Colloid vs. crystalloid infusions in gastrointestinal surgery and their different impact on the healing of intestinal anastomoses
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The aim of this study was to investigate if colloid infusions have different effects on intestinal anastomotic healing when compared to crystalloid infusions depending on the amount of the administered volume.
Materials and methods
Twenty-eight Wistar rats were randomly assigned to four groups receiving different amounts of either a crystalloid (Cry) or a colloid (Col) infusion solution. Animals with volume restriction (Cry (−) or Col (−)) were treated with a low and animals with volume overcharge (Cry (+) or Col (+)) with a high flow rate. All animals received an infusion for a 60-min period, while an end-to-end small bowel anastomosis was performed. At reoperation, the anastomotic bursting pressure (millimeters of mercury) was measured, as well as anastomotic hydroxyproline concentration. The presence of bowel wall edema was assessed histologically.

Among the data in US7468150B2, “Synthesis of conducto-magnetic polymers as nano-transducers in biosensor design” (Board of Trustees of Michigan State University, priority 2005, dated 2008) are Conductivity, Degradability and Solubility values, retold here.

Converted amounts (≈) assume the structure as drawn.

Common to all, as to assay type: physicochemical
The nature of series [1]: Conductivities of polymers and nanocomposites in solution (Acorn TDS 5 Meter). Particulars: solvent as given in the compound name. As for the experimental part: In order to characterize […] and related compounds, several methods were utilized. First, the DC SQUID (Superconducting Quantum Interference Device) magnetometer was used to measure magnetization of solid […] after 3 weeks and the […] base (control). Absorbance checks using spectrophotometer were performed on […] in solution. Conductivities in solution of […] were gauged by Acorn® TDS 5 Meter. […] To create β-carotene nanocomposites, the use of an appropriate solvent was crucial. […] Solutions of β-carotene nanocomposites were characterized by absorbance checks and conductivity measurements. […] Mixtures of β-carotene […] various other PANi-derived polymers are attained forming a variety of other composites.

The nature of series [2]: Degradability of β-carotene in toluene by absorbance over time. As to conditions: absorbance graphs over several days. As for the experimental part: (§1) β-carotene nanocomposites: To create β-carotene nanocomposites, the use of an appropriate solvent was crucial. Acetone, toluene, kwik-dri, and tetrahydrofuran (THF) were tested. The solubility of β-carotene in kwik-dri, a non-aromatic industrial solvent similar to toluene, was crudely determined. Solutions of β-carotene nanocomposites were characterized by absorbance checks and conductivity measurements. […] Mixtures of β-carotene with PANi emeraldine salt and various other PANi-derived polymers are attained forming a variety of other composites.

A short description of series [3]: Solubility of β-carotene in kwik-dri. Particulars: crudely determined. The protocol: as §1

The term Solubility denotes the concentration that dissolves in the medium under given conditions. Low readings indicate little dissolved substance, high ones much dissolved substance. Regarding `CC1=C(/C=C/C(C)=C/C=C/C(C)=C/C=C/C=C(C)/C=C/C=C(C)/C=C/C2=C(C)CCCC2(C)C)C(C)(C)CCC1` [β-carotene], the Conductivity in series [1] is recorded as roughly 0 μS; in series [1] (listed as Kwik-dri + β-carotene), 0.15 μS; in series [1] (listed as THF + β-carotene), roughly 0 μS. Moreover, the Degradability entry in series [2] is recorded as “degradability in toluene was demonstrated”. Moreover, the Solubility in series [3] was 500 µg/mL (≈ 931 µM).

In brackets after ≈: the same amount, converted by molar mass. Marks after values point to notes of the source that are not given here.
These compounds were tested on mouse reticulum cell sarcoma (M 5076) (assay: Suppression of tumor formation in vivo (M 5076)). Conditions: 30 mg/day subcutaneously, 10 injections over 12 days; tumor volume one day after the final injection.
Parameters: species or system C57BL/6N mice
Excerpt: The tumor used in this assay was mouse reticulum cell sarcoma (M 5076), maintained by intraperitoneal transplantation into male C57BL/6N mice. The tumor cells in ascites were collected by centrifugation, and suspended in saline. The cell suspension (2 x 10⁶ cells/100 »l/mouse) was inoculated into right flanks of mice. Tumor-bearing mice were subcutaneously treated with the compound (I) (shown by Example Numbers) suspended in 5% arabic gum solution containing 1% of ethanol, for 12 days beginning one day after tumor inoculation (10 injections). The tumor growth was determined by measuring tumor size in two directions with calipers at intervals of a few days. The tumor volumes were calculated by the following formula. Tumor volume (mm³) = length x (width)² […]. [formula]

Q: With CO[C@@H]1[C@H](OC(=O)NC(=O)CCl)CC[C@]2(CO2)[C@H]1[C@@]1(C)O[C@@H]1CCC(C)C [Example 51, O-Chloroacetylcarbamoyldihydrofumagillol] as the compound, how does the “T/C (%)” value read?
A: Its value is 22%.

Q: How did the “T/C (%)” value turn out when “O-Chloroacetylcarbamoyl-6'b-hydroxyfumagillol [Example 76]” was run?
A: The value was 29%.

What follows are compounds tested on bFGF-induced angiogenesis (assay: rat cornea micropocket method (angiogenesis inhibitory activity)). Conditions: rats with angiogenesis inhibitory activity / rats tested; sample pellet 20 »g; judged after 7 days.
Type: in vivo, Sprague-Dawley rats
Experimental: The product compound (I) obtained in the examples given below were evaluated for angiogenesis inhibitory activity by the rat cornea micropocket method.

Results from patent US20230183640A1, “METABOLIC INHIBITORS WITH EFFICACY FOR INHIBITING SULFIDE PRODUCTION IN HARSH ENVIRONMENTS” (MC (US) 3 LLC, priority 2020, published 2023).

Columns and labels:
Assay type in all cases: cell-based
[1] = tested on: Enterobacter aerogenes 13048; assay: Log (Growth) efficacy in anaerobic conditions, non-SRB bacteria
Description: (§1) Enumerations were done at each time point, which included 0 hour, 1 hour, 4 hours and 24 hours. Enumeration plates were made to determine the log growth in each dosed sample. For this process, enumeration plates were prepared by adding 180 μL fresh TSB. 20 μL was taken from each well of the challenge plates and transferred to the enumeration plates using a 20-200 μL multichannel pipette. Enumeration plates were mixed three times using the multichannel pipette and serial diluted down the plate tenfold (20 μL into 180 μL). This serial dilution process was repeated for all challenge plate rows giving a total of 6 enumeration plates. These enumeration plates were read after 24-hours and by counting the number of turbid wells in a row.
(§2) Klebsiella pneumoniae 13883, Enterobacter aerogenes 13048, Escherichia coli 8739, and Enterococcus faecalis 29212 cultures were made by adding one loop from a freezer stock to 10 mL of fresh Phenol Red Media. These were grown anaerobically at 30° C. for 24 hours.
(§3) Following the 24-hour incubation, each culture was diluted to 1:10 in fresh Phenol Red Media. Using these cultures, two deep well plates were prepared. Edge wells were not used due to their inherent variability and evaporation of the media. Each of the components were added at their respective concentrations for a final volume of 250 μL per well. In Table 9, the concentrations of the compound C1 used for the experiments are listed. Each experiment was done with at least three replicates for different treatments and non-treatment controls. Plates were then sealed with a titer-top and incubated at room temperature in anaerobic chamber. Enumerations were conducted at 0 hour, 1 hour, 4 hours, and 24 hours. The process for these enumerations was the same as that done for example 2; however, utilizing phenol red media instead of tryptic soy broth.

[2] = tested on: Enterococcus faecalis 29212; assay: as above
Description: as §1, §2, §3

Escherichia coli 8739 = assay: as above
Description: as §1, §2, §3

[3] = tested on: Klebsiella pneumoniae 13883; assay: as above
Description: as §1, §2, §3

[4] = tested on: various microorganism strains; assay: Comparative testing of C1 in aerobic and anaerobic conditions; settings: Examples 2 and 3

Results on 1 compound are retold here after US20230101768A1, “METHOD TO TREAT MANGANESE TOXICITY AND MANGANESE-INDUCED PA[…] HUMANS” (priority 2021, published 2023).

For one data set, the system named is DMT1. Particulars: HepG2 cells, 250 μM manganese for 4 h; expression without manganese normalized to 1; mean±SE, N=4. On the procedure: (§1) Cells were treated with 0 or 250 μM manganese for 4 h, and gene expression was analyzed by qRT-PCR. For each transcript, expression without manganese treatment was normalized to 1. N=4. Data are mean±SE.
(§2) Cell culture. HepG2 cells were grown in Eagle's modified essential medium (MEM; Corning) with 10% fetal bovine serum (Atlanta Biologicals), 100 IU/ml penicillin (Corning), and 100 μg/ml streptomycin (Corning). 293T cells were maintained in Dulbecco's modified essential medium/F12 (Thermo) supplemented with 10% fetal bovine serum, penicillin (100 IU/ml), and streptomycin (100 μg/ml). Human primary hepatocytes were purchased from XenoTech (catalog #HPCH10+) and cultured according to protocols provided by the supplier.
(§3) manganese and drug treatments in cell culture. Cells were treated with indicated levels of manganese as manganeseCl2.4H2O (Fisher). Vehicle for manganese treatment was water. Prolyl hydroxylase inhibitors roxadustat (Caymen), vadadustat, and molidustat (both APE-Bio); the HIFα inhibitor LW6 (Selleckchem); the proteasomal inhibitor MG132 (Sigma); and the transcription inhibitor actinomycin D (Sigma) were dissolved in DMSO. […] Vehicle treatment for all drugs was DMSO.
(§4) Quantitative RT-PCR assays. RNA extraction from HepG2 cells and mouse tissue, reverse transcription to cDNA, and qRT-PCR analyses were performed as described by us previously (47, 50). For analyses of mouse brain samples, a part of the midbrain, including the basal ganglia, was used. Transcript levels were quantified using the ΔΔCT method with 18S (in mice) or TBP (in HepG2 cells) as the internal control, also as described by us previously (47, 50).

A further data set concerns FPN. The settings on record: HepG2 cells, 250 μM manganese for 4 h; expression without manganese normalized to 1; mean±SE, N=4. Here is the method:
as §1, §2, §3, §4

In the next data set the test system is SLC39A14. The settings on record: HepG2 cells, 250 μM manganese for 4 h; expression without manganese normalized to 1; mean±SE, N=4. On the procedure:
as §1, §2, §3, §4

Median bursting pressures were comparable in the Col (−) [118 mm Hg (range 113–170)], the Cry (−) [118 mm Hg (78–139)], and the Col (+) [97 mm Hg (65–152)] group. A significantly lower median bursting pressure was found in animals with crystalloid volume overload Cry (+) [73 mm Hg (60–101)]. Corresponding results were found for hydroxyproline concentration. Histology revealed submucosal edema in Cry (+) animals.
In case of a fixed, high-volume load, colloids seem to have benefits on intestinal anastomotic healing when compared to crystalloid infusions.
KeywordsColloids Fluid management Intestinal anastomosis Anastomotic stability Fluid regime